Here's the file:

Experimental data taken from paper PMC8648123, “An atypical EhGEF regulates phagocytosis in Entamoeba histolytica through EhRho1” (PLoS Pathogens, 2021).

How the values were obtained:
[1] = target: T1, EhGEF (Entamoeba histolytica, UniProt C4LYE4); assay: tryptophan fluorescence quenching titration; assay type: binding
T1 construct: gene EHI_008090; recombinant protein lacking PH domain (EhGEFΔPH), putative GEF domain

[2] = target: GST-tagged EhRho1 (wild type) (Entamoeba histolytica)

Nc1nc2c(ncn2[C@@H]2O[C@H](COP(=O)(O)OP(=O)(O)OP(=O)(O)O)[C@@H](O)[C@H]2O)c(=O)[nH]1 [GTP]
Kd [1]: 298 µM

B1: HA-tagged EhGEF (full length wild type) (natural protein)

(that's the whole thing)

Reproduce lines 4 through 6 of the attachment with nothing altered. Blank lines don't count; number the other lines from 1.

T1 construct: gene EHI_008090; recombinant protein lacking PH domain (EhGEFΔPH), putative GEF domain

[2] = target: GST-tagged EhRho1 (wild type) (Entamoeba histolytica)

Nc1nc2c(ncn2[C@@H]2O[C@H](COP(=O)(O)OP(=O)(O)OP(=O)(O)O)[C@@H](O)[C@H]2O)c(=O)[nH]1 [GTP]